The AMA also underlines the importance of medical necessity in its CPT manual. The reference book defines five categories of presenting problems - minimal, self-limited or minor, low severity, moderate severity, and high severity - and specifies a category for each E&M code. For a 99214, the nature of the presenting problem, or NPP, is usually of a moderate to high severity, in contrast to a 99211, where the NPP is usually minimal.
Pinning down the NPP level is the key to accurate coding for Stephen Levinson, an otolaryngologist in Easton, Conn., and author of “Practical E/M: Documentation and Coding Solutions for Quality Patient Care.”
“Once you document the NPP, no one can dispute you on medical necessity,” says Levinson.
His book, which was published by the AMA, teaches physicians to arrive at a tentative NPP as part of their differential diagnosis once they take a comprehensive history. For new patients, this is achieved with the help of a patient questionnaire that explores the family and social history as well as the personal medical history (don’t shortchange yourself with a form that doesn’t ask enough questions). To get coding credit for the questionnaire, sign it or note in the chart that you’ve reviewed it. Doctors can score a comprehensive history for established patients by reviewing and updating the initial questionnaire.
The tentative NPP, Levinson says, determines the nature of the exam and the medical decision making that follows. At the end of the visit, make your final decision on the NPP level. Tip: Include a field for the NPP on your hard-copy encounter form or in your EMR.
Want a better idea of how different medical problems grade out on the NPP scale? An appendix of the AMA’s CPT manual titled “Clinical Examples” lists vignettes for each of the E&M codes. Under office visits for new patients, for example, a 22-year-old female with irregular menses falls under 99203. An initial visit for a 70-year-old female with polyarthralgia illustrates 99204. More detailed examples are found in another AMA book titled “CPT Reference of Clinical Examples: Official Scenarios for Correct Coding.”
One common mistake physicians make with diagnostic codes is omitting a fourth or fifth digit that some codes require. The root code for asthma is 493, but submitting just those three digits will cause a claim to flunk. You need two additional digits to complete it. A 493.12, for example, tells an insurer that the patient has intrinsic asthma with acute exacerbation. Design your charge ticket or EHR templates to prompt you to code asthma correctly to the fifth digit.
When it comes to diabetes, some physicians go out to five digits by submitting 250.00, indicating that the diabetes is under control. That’s fine, if it is controlled, but they use that code for every darn case, says Bill Dacey. “I’m stunned by how many doctors do that. A 250.00 means Type II diabetes that’s under control. What if it’s not under control? That’s 250.02.”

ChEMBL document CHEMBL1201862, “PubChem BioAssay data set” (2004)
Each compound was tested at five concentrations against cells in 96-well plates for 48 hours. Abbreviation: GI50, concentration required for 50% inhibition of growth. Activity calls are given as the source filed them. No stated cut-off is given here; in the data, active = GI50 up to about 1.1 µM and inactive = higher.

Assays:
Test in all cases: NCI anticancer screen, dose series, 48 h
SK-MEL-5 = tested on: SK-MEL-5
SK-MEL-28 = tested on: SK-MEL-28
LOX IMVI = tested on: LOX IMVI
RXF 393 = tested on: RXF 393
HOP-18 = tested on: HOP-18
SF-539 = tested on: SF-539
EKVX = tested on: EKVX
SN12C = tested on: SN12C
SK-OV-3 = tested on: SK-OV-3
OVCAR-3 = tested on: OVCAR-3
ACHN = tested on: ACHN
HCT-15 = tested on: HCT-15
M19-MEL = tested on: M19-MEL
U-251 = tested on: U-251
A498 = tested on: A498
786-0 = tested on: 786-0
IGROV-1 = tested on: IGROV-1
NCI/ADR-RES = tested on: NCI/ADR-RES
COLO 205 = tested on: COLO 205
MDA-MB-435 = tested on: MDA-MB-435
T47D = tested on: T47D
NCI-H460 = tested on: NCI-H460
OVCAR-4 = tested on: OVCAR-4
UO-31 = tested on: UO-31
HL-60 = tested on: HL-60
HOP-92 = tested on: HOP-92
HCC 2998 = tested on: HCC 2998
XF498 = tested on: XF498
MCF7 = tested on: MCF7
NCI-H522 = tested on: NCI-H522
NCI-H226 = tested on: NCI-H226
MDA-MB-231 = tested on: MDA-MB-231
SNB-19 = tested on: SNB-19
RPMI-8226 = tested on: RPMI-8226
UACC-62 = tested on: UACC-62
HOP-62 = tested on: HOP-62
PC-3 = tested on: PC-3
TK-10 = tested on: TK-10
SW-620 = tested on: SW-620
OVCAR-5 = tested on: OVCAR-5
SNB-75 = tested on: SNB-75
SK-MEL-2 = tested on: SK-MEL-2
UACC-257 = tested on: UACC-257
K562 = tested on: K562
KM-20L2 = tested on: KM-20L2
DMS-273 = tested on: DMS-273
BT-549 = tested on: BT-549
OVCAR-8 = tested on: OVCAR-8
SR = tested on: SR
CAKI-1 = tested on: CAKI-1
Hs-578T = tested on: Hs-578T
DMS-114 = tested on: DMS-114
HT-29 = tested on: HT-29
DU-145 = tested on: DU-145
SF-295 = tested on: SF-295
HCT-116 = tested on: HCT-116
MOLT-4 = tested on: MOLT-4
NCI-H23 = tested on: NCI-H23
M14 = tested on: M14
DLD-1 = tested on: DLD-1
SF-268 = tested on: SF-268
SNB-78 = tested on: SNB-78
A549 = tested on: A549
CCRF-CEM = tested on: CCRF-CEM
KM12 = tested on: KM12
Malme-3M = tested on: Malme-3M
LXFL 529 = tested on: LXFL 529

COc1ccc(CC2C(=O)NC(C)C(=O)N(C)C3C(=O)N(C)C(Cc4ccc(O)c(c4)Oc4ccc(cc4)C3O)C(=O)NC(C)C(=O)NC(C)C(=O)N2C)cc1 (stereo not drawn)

Although it sounds picky, diagnostic codes must be listed in the proper sequence to pass muster with payers. Take a patient with Type II uncontrolled diabetes with background diabetic retinopathy. The code for the eye problem, 362.01, must follow the code for the underlying diabetes. Reverse the order, and you’re headed toward Denial City.
As America ages, doctors will treat more patients with multiple chronic conditions, which complicate diagnostic coding. A classic example is the patient with Type II diabetes and hypertension. If he comes into the office with a spike in blood pressure, you’re going to factor in his diabetes as you treat him. You’d need to code both hypertension and diabetes in that order - a move that would help you qualify for medical decision making of moderate complexity, which in turn would help you qualify for a level-4 office visit. However, your chart note should explain the impact of the second diagnosis on the first. That may be obvious to you, and not worth documenting, but remember, says Dacey, the chart is not for your personal reading pleasure.
Don’t go overboard, though, and automatically include every active diagnosis for a patient on a claim, whether or not it relates to the presenting problem. In other words, you ordinarily wouldn’t list congestive heart failure for a patient being treated just for sunburn. Some doctors pile on diagnosis codes in hopes of earning a higher-paying code; others do it mindlessly, often with the help of practice-management software that’s programmed to insert the entire problem list. “I turn that off everywhere I find it,” says Fischer. “If you include every active diagnosis on claims, you’re inviting an audit.”
What the watchdogs watch
The US Department of Health and Human Services’ Office of Inspector General publishes an annual “work plan” that details what kind of malfeasance it’s going to investigate - such as incorrect and outright fraudulent coding. The document, available at the agency’s Web site is required reading for doctors who want to avoid a visit from the watchdogs.